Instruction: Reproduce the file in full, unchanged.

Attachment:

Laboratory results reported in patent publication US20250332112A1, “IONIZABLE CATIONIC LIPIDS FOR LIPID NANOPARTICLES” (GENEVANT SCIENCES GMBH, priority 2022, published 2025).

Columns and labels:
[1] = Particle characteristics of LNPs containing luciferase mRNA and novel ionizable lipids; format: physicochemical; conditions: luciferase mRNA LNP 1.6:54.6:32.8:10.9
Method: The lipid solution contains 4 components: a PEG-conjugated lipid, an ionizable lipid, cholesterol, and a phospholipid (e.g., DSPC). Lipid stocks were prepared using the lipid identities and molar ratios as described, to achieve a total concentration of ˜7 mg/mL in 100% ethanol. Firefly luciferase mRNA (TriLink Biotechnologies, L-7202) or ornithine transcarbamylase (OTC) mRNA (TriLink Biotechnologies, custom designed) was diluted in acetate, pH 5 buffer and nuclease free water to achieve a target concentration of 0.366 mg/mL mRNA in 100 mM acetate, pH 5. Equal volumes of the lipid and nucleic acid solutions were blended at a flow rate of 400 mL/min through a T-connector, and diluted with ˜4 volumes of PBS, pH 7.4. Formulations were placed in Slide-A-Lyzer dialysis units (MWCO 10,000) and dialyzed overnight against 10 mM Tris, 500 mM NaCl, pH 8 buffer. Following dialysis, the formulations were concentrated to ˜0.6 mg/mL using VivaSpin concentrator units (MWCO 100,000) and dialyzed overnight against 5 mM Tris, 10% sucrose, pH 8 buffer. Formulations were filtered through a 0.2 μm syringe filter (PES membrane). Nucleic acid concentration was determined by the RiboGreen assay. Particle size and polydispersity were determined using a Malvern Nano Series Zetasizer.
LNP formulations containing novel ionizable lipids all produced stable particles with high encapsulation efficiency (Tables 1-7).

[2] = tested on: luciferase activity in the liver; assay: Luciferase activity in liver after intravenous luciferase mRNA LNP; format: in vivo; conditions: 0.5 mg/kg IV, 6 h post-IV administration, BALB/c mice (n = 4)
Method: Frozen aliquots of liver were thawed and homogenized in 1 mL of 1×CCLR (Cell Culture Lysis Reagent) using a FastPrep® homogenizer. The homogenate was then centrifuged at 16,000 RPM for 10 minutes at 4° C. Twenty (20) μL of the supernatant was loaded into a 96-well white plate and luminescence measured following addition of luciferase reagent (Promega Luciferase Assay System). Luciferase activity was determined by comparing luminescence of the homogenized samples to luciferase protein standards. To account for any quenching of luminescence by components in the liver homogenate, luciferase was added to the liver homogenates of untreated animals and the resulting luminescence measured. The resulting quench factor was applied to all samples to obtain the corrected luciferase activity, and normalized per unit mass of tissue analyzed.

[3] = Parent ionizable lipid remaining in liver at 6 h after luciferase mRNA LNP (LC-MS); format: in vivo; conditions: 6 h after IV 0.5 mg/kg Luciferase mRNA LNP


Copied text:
Laboratory results reported in patent publication US20250332112A1, “IONIZABLE CATIONIC LIPIDS FOR LIPID NANOPARTICLES” (GENEVANT SCIENCES GMBH, priority 2022, published 2025).

Columns and labels:
[1] = Particle characteristics of LNPs containing luciferase mRNA and novel ionizable lipids; format: physicochemical; conditions: luciferase mRNA LNP 1.6:54.6:32.8:10.9
Method: The lipid solution contains 4 components: a PEG-conjugated lipid, an ionizable lipid, cholesterol, and a phospholipid (e.g., DSPC). Lipid stocks were prepared using the lipid identities and molar ratios as described, to achieve a total concentration of ˜7 mg/mL in 100% ethanol. Firefly luciferase mRNA (TriLink Biotechnologies, L-7202) or ornithine transcarbamylase (OTC) mRNA (TriLink Biotechnologies, custom designed) was diluted in acetate, pH 5 buffer and nuclease free water to achieve a target concentration of 0.366 mg/mL mRNA in 100 mM acetate, pH 5. Equal volumes of the lipid and nucleic acid solutions were blended at a flow rate of 400 mL/min through a T-connector, and diluted with ˜4 volumes of PBS, pH 7.4. Formulations were placed in Slide-A-Lyzer dialysis units (MWCO 10,000) and dialyzed overnight against 10 mM Tris, 500 mM NaCl, pH 8 buffer. Following dialysis, the formulations were concentrated to ˜0.6 mg/mL using VivaSpin concentrator units (MWCO 100,000) and dialyzed overnight against 5 mM Tris, 10% sucrose, pH 8 buffer. Formulations were filtered through a 0.2 μm syringe filter (PES membrane). Nucleic acid concentration was determined by the RiboGreen assay. Particle size and polydispersity were determined using a Malvern Nano Series Zetasizer.
LNP formulations containing novel ionizable lipids all produced stable particles with high encapsulation efficiency (Tables 1-7).

[2] = tested on: luciferase activity in the liver; assay: Luciferase activity in liver after intravenous luciferase mRNA LNP; format: in vivo; conditions: 0.5 mg/kg IV, 6 h post-IV administration, BALB/c mice (n = 4)
Method: Frozen aliquots of liver were thawed and homogenized in 1 mL of 1×CCLR (Cell Culture Lysis Reagent) using a FastPrep® homogenizer. The homogenate was then centrifuged at 16,000 RPM for 10 minutes at 4° C. Twenty (20) μL of the supernatant was loaded into a 96-well white plate and luminescence measured following addition of luciferase reagent (Promega Luciferase Assay System). Luciferase activity was determined by comparing luminescence of the homogenized samples to luciferase protein standards. To account for any quenching of luminescence by components in the liver homogenate, luciferase was added to the liver homogenates of untreated animals and the resulting luminescence measured. The resulting quench factor was applied to all samples to obtain the corrected luciferase activity, and normalized per unit mass of tissue analyzed.

[3] = Parent ionizable lipid remaining in liver at 6 h after luciferase mRNA LNP (LC-MS); format: in vivo; conditions: 6 h after IV 0.5 mg/kg Luciferase mRNA LNP